Yen Sin, a humble Chinese, is washed ashore after a storm and finds himself an outsider in the deeply Christian fishing community of Urkey. Yen Sin elects to stay, despite his status as a despised 'heathen', only to reveal hypocrisy amid the self-righteous township. Written by
In a title card, the minister says it's been "over a year" since he learned that Daniel was still alive on the day his daughter was born, yet in the final scene the baby is no bigger than she was at birth. See more »
Pray, or get out! We are all believers in Urkey. We want no hethens.
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This film doesn't land in the masterpiece category but it has all the essentials needed to make it entertaining and very worth watching. The story about love, spousal abuse,jealousy, cruel prejudice and extreme religious fervor are timeless ones which provide good roots for the plot to grow and branch out. Marguerite De La Motte's acting performance is just right with facial expression and gestures that convey their intent but are not overdone. I thought all the acting was pretty good but it is Lon Chaney who, of course, captures your heart and emotions with his portrayal of Yen Sin. His masterful skill is evidentas he maintains that hunched over posture throughout the film and makes you believe he is an old Chinese man with poignant expression while wearing considerably little make-up.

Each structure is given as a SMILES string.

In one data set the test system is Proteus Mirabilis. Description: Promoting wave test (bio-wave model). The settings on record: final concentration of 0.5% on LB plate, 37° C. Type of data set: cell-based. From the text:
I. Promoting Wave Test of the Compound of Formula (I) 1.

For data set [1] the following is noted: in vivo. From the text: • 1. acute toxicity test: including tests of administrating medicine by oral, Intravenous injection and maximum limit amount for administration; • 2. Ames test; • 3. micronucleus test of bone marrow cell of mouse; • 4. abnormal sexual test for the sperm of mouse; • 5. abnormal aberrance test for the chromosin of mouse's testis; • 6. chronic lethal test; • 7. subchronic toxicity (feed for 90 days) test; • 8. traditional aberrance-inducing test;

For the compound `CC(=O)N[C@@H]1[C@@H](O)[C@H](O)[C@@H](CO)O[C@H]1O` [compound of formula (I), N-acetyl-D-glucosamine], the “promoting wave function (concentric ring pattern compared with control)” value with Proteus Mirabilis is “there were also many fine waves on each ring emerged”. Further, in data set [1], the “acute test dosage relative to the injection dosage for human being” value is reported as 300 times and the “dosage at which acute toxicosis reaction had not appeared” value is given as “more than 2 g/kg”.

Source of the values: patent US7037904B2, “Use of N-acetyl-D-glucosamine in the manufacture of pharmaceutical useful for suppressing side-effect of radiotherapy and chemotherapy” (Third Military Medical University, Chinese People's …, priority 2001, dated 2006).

Yen Sin's character is one of depth. We are given insight to his kindness and selflessness on many occasions.His kindness to the little kitten (when he gives the kitten his new pillow and does without himself) is just one of many touching moments that give us an interest in this character which stays fervent until the film's end. I would recommend this film not only to Chaney fans, but to anyone who likes silents,as it is a picture with a moderate length, timeless topic, and great acting.
5 of 5 people found this review helpful.
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